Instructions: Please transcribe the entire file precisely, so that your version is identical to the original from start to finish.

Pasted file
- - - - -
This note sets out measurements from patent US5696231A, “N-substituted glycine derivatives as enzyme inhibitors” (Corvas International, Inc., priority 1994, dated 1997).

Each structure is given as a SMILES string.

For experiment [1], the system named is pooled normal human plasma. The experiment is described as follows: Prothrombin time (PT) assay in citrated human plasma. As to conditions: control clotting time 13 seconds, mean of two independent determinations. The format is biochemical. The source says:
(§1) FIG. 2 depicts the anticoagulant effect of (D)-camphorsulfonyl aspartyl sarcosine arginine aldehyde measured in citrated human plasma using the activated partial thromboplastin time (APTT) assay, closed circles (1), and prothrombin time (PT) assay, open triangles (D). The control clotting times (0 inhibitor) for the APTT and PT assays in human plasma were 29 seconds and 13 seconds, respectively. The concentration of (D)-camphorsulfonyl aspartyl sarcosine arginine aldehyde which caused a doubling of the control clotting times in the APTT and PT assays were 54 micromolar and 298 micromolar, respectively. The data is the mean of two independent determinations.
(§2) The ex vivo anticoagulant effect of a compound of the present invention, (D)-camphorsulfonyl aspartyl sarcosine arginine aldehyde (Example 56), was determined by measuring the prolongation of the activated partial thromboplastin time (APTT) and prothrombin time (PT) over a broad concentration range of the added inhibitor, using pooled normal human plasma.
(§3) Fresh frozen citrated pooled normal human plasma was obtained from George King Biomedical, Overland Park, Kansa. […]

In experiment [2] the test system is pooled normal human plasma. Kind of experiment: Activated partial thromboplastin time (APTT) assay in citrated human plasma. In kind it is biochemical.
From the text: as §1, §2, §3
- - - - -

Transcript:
This note sets out measurements from patent US5696231A, “N-substituted glycine derivatives as enzyme inhibitors” (Corvas International, Inc., priority 1994, dated 1997).

Each structure is given as a SMILES string.

For experiment [1], the system named is pooled normal human plasma. The experiment is described as follows: Prothrombin time (PT) assay in citrated human plasma. As to conditions: control clotting time 13 seconds, mean of two independent determinations. The format is biochemical. The source says:
(§1) FIG. 2 depicts the anticoagulant effect of (D)-camphorsulfonyl aspartyl sarcosine arginine aldehyde measured in citrated human plasma using the activated partial thromboplastin time (APTT) assay, closed circles (1), and prothrombin time (PT) assay, open triangles (D). The control clotting times (0 inhibitor) for the APTT and PT assays in human plasma were 29 seconds and 13 seconds, respectively. The concentration of (D)-camphorsulfonyl aspartyl sarcosine arginine aldehyde which caused a doubling of the control clotting times in the APTT and PT assays were 54 micromolar and 298 micromolar, respectively. The data is the mean of two independent determinations.
(§2) The ex vivo anticoagulant effect of a compound of the present invention, (D)-camphorsulfonyl aspartyl sarcosine arginine aldehyde (Example 56), was determined by measuring the prolongation of the activated partial thromboplastin time (APTT) and prothrombin time (PT) over a broad concentration range of the added inhibitor, using pooled normal human plasma.
(§3) Fresh frozen citrated pooled normal human plasma was obtained from George King Biomedical, Overland Park, Kansa. […]

In experiment [2] the test system is pooled normal human plasma. Kind of experiment: Activated partial thromboplastin time (APTT) assay in citrated human plasma. In kind it is biochemical.
From the text: as §1, §2, §3